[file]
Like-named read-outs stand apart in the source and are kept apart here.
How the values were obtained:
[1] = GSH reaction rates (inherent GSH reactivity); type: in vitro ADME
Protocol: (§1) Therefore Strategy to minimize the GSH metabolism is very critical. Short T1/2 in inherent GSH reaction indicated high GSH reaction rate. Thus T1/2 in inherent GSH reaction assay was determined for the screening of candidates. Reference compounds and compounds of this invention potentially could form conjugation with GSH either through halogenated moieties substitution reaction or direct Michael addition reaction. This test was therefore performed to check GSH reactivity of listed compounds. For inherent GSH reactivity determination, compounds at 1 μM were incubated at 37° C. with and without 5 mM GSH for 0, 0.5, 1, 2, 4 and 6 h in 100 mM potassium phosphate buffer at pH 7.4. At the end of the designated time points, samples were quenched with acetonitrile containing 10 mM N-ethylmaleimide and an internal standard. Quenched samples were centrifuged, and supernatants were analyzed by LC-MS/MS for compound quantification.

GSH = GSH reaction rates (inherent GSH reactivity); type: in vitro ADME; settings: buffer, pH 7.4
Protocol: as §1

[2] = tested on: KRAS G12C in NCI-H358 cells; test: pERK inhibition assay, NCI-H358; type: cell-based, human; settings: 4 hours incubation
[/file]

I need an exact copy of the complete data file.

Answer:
Like-named read-outs stand apart in the source and are kept apart here.
How the values were obtained:
[1] = GSH reaction rates (inherent GSH reactivity); type: in vitro ADME
Protocol: (§1) Therefore Strategy to minimize the GSH metabolism is very critical. Short T1/2 in inherent GSH reaction indicated high GSH reaction rate. Thus T1/2 in inherent GSH reaction assay was determined for the screening of candidates. Reference compounds and compounds of this invention potentially could form conjugation with GSH either through halogenated moieties substitution reaction or direct Michael addition reaction. This test was therefore performed to check GSH reactivity of listed compounds. For inherent GSH reactivity determination, compounds at 1 μM were incubated at 37° C. with and without 5 mM GSH for 0, 0.5, 1, 2, 4 and 6 h in 100 mM potassium phosphate buffer at pH 7.4. At the end of the designated time points, samples were quenched with acetonitrile containing 10 mM N-ethylmaleimide and an internal standard. Quenched samples were centrifuged, and supernatants were analyzed by LC-MS/MS for compound quantification.

GSH = GSH reaction rates (inherent GSH reactivity); type: in vitro ADME; settings: buffer, pH 7.4
Protocol: as §1

[2] = tested on: KRAS G12C in NCI-H358 cells; test: pERK inhibition assay, NCI-H358; type: cell-based, human; settings: 4 hours incubation